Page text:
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  1. Getting Started With Matter.js: Introduction

    Matter.js is a 2D rigid body physics engine written in JavaScript. This library can help you easily simulate 2D physics in the browser. It offers a lot of features like the ability to create rigid bodies and assign physical properties like mass, area or density to them. You can also simulate different kinds of collisions and forces like gravity and friction.

    Matter.js supports all major browsers including IE8+. Additionally, it is suitable for use on mobile devices as it can detect touch and has responsiveness. All these features make it worth investing your time to learn how to use the engine as you will then be able to create physics-based 2D games or simulations easily. In this tutorial, I will cover the basics of this library, including its installation and usage, and I'll provide a working example.


    You can install Matter.js by using package managers like Bower or NPM with the help of the following commands:

    You can also get a link to the library from a CDN and directly include it in your projects like this:

    A Basic Example

    The best way to learn about Matter.js is to see some actual code and understand how it works. In this section, we will create a few bodies and go through the required code line by line.

    We begin by creating aliases for all the Matter.js modules that we might need in our project. The Matter.Engine module contains methods for creating and manipulating engines. Engines are required in a project to update the simulation of the world. The Matter.Render module is a basic HTML5 canvas-based renderer. This module is required to visualize different engines.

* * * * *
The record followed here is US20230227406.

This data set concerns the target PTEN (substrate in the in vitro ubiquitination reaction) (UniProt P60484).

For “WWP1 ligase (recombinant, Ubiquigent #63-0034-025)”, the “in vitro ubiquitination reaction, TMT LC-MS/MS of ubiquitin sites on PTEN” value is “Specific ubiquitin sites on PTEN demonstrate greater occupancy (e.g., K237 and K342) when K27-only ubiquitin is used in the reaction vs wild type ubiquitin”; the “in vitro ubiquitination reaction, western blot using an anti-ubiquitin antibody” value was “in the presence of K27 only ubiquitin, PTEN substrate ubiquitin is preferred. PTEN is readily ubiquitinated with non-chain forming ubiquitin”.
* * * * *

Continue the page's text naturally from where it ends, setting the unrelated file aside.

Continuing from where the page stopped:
The Matter.World module is used to create and manipulate the world in which the engine runs. It is similar to the Matter.Composite module, but it lets you tweak a few additional properties like gravity and bounds. The last module in our code, called Matter.Bodies, allows you to create rigid body objects. Another similar module called Matter.Body allows you to manipulate individual bodies.

    The next line uses the create([settings]) method of the Matter.Engine module to create a new engine. The settings parameter in the above method is actually an object with key-value pairs to override the default values of a few properties related to the engine. 

    For example, you can control the global scaling factor of time for all the bodies in the world. Setting a value less than 1 will result in the world interacting in slow motion. Similarly, a value greater than 1 will make the world fast-paced. You will learn more about the Matter.Engine module in the next tutorial of the series.